Have you ever wondered how to be a more adoption-competent or trauma-informed parent? Today’s guest, adoptive mom Adi Tilford, shares with you how she works to be a therapeutic parent and create for her children a therapeutic home. She has 3 questions that can get you thinking along the same lines.
Adi Tilford on Therapeutic Parenting
The evening started out like most: kids playing, and a feeling of weekend welcome enveloping the house.
Then our usual babysitter cancelled, cascading our children into chaos. Tired, my husband and I canceled our outing. Instead, we used our COVID date-night trick: the children watched a movie in one room, we had dinner outside and joined them after dinner.
As bedtime approached, one of our children became dysregulated. The child’s concern — ill-timed, unexpected, yet familiar to us — had the potential to escalate into fight or freeze or flight, any of which would shut down communication and connection entirely. In the past I might have spent the night arguing, ignoring or lecturing, locked in an unwinnable battle, failing to read the underlying need.
This time, though, I got intentional about being a therapeutic parent.
What is Therapeutic Parenting?
Therapeutic parenting is a deeply nurturing parenting style, and is especially effective for children with attachment difficulties and those who have experienced trauma.1 This includes trauma resulting from separation of newborn from mother, now recognized by research coming from the field of neuroscience.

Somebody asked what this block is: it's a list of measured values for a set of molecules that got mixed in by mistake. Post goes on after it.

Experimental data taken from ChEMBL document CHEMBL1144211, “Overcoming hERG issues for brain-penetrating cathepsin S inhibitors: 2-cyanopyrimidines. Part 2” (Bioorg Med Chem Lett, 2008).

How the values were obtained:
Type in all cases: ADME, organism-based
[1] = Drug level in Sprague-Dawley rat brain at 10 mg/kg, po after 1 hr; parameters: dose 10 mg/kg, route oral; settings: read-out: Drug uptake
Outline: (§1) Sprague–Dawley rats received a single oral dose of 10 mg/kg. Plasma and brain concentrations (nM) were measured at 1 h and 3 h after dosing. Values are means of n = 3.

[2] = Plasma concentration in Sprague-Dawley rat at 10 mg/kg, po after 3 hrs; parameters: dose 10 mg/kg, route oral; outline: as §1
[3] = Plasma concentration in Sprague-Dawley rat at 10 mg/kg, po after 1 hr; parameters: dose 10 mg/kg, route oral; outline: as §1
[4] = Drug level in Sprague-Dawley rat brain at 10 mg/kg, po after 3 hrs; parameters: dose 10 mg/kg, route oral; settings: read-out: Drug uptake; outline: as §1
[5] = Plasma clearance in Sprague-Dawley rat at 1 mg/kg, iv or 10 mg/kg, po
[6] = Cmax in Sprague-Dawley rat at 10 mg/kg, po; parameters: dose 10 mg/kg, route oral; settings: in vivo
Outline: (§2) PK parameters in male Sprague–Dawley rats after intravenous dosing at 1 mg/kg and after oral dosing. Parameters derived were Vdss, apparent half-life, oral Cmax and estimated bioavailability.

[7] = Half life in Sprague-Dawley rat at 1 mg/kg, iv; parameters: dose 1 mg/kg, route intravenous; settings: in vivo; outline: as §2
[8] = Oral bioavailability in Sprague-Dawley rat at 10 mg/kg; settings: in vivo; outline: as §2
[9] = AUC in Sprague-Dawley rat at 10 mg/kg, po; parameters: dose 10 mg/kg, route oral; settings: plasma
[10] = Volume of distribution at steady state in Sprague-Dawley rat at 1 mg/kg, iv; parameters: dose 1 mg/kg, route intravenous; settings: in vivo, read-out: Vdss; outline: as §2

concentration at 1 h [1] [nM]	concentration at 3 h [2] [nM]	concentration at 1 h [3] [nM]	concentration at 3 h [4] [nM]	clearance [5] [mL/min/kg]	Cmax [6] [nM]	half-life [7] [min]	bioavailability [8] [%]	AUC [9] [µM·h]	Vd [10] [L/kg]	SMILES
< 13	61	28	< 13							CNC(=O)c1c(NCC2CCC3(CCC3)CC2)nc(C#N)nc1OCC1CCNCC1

I have been incorporating concepts of therapeutic parenting for many years. I have not done this work in isolation, but have had a team of attachment and adoption-competent professionals walk with my family in this journey of love. By living out intentional therapeutic parenting practices, our home has become a place I love to be.
Here are 3 questions to consider as you begin or continue your quest as a therapeutic parent.
1. Do my children feel safe?
Felt safety is the emotional and physical feeling of being safe.2 A child can be physically safe, but in a state of dysregulation in which they do not FEEL safe. We can begin to wonder what is causing a child to feel unsafe in the midst of a safe space.
What does their behavior communicate? Is there a trigger from the past that continues to come up? Are parents’ underlying emotions — like annoyance or irritation — igniting a fear response?
Getting clued in on your child’s triggers and building awareness of your own emotional states and responses can help create spaces that do not activate fear.
2. Am I in a learner stance?
Understanding trauma and its complex effects takes time, heart capacity, and patience. In addition to the multitude of resources available for learning about trauma, we can embed one beautiful statement into our daily existence: I wonder…
Curiosity has opened up many healing conversations in our home. When our children are the most dysregulated and we are trying to make connections between early life trauma and immediate behavior, we can offer up “I wonder” without judgment or feelings of shame: I wonder if you’re thinking about …. or I wonder if you are feeling sad [mad/frustrated/left out…].
The child can take it or leave it, but when they take it, curiosity creates capacity for both parent and child to heal.
3. Have I gone there first?
I love therapy. During a counseling session, I often feel discomfort and dysregulation as I work through my own trauma history, losses, and triggers. When I am finished with a therapy session I feel seen, heard, valued, and safe — I’ve worked it out. When internal challenges disrupt our home life, I want my children to feel seen, heard, valued, and safe – I want them to have that worked-it-out feeling.
We often want to put our children in therapy without addressing our own unmet needs. If my child goes to therapy but I can’t stay regulated in our home, then the work with a therapist does little good. Because of my own therapy, I am aware of many of my triggers and I have strategies to use when I don’t feel safe or get triggered for some reason.